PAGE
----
Director: Tsukasa Kishimoto
One man’s training is another man’s torture.
Based on the true story of local legend Hiroyoshi Sai, the coach who led an Okinawan school baseball team to victory, Tsukasa Kishimoto’s baseball biopic, The Man Who Changed Okinawa, is unafraid to explore the real damage sport can have on the body and the mind. It’s a uniquely realistic film in a genre which, while boasting its true stories, often doesn’t pay service to the darkness that lies behind success.
Going in, I expected the sort of underdog-rallying treatment that director Kaspar Barfoed gave the Danish football team in Sommeren 92. Maybe it would have something of the romance of one of baseball’s most famous moments on the silver-screen, Moneyball. But gone is all of the cushy, rose-tinted idealism that makes the traditional sporting biopic so charming. Rather, Kishimoto’s is a film which does not hold back in its swings and does not falter in its hard hits.
Blood, sweat, and tears – the optimism which inspires the film’s title comes very late in the day. The majority of the running time concerns Sai’s brutal training regime. One particular sequence sees the team forced to take laps of the island. Slowly they are whittled down by exhaustion as one-by-one they fall prostrate in the road, dragged to the curb like wounded soldiers. One can’t help but see it as a nod to Full Metal Jacket when Sai stalks his regiment, shouting in their faces. The baseball pitch is akin to a warzone – a parallel which has far greater resonance in the broader scope of the story.
Sai’s gruelling regime is fuelled by more than just a passion for the game. Baseball itself stands for something far more sinister: war. The burns that sprawl across Sai’s back are a crippling reminder of a conflict which refuses to budge in the collective memory. It is believed that Okinawan post-war ends only when they win the championship. Therefore, the baseball league offers a chance to escape the conflict which scars him both mentally and physically. Indeed, Hiroyoshi Sai (Gori) has a haunted stare which speaks of the battlefield rather than the playing field.
Often the players themselves appear like poor drafted recruits. It’s easy to forget that this team is made up of high-schoolers. Very occasionally, a scene will feature one of the boys navigating the ordinary coming-of-age pitfalls of fledgling sexuality or fraternal teasing, serving as an uncomfortable reminder that these are not professional players but boys being pushed to their very limit. One member of the team’s hands are so thick with blisters that he cannot use cutlery in the canteen. This smack of realism resists the sentimental, and makes the team’s success a continual question mark.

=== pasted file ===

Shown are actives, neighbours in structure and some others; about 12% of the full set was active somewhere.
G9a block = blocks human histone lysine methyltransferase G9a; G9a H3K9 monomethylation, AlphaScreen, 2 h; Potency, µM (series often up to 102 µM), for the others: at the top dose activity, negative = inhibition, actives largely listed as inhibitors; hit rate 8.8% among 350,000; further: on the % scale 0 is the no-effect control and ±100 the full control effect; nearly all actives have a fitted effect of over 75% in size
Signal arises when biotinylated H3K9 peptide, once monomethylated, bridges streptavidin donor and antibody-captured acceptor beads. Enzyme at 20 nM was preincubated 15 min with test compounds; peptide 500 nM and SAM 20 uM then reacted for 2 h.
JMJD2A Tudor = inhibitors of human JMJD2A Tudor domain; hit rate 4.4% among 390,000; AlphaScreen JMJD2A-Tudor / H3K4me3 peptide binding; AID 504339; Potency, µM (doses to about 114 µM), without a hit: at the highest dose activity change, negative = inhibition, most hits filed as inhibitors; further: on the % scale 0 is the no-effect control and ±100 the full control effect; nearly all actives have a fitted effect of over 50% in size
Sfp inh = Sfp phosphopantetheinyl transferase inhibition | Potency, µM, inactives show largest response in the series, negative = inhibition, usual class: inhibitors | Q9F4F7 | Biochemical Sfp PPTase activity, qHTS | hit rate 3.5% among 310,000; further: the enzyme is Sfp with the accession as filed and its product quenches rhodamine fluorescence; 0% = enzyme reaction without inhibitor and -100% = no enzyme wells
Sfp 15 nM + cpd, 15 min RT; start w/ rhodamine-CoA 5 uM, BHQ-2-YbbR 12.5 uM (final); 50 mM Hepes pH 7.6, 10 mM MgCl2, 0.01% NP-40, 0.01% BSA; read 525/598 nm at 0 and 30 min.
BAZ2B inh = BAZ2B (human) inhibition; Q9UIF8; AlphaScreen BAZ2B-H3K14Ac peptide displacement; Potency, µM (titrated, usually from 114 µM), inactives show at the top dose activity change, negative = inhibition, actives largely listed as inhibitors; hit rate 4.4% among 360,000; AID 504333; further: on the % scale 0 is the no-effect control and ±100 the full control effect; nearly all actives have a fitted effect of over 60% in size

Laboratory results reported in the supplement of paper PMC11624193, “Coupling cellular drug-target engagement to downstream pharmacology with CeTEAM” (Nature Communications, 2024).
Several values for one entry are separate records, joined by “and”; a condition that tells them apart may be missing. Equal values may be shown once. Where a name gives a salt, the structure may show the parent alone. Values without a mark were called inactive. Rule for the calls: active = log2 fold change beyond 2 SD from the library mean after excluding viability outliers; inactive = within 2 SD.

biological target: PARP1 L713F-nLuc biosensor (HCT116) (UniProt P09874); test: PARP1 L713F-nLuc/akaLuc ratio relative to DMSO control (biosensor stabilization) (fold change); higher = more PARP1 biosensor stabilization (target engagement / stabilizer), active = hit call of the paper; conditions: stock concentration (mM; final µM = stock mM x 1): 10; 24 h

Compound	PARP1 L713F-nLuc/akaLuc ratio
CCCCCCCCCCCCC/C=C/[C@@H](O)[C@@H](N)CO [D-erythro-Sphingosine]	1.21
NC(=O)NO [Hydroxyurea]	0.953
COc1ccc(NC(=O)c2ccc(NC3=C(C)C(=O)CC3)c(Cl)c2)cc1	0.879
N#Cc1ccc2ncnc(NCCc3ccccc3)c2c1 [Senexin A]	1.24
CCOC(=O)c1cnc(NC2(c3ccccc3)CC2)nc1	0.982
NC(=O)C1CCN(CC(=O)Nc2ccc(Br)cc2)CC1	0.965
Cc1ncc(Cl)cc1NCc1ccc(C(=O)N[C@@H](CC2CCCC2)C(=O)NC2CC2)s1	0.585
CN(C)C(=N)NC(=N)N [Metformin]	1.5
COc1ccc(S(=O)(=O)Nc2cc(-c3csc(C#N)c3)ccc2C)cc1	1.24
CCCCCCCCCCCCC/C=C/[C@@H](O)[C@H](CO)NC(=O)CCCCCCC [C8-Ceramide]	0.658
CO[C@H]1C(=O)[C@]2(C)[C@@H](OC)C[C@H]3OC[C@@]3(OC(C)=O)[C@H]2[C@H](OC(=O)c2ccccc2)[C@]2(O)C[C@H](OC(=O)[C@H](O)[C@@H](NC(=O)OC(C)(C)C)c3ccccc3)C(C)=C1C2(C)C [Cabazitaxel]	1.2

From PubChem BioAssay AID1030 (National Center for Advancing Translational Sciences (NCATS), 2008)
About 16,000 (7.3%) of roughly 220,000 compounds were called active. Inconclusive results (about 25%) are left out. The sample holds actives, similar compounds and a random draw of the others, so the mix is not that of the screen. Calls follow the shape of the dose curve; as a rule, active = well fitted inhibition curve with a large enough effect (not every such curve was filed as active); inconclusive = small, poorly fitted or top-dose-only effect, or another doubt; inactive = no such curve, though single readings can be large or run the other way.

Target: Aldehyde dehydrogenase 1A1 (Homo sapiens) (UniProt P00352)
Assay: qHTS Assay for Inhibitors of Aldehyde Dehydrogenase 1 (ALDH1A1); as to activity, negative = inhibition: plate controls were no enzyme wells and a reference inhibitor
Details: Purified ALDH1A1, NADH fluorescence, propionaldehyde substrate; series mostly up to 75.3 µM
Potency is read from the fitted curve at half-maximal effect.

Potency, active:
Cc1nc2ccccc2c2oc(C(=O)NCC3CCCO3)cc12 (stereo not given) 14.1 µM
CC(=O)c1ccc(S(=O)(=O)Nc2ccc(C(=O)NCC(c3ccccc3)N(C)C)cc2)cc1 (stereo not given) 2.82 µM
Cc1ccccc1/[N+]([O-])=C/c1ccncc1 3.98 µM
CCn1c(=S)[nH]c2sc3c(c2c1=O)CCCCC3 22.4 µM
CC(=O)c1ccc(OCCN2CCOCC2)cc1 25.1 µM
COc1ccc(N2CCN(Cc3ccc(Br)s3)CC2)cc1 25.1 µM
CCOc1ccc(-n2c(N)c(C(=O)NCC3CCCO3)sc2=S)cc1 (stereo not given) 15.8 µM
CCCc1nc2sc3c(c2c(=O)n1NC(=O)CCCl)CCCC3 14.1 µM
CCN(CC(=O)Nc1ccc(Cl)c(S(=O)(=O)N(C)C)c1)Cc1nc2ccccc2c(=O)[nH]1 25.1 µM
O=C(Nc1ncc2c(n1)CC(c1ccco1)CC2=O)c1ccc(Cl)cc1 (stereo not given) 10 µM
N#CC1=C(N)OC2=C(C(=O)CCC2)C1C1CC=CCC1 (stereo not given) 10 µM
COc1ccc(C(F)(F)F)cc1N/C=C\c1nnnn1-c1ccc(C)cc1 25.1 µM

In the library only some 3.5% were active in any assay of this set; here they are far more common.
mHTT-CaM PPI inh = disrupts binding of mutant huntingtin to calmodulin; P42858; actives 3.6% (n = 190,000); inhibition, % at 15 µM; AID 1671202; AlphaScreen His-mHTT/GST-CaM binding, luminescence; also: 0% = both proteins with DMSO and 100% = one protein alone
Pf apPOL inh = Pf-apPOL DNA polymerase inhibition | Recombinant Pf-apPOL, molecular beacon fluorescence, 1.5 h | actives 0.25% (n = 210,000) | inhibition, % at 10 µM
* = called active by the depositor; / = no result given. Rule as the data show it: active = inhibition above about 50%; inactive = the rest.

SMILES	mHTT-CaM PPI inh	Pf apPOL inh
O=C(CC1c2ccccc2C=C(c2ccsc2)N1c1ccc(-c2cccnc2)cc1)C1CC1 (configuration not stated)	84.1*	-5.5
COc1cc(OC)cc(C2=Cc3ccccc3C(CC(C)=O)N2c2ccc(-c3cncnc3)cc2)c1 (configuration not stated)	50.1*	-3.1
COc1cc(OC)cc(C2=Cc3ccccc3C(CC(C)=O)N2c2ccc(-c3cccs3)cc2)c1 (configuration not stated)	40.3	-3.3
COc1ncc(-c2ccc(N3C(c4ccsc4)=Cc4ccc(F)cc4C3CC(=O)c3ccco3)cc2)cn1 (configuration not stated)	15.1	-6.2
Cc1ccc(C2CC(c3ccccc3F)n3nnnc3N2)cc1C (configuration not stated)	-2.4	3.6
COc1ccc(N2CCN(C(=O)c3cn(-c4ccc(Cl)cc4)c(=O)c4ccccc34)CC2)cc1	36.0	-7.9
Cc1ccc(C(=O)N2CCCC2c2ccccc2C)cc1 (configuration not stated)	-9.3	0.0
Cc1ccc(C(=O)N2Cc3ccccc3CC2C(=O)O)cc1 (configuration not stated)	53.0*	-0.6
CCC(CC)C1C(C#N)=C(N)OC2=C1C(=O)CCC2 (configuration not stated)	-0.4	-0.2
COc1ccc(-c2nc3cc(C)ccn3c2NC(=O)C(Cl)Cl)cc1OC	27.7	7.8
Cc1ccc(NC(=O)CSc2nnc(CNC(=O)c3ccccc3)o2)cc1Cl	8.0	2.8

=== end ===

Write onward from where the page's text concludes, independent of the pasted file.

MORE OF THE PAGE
Though perhaps secondary to the gruelling training sequences which dominate the film, the baseball games themselves are skilfully shot. The adrenaline of the action, exposed in the intense close-up and the occasional Kubrick-stare, offers a much-needed antidote to the potentially exhausting misery of the training.
At the centre of the action, however, is Hiroyoshi Sai. Luckily, we are in safe hands, and Gori anchors the film with a balance of inscrutable cruelty and intense sympathy. “I am the rule,” he declares, and for much of the film his unflinching demeanour frustrates with its seemingly baseless brutality. But Gori’s dark, sad eyes offer something far more fascinating.
He is the unexpected heart of a film which eventually, and with much effort, reveals its softer side. The final moments of the film in particular persist in the mind long after the film’s credits. Still stubbornly resisting the mawkishness of the sports-biopic-victory-climax, the balance of grief and victory is delicately handled. Gori’s pitch-perfect central performance is arresting and pays testament to a film which serves its hopeful story with a good deal of regret.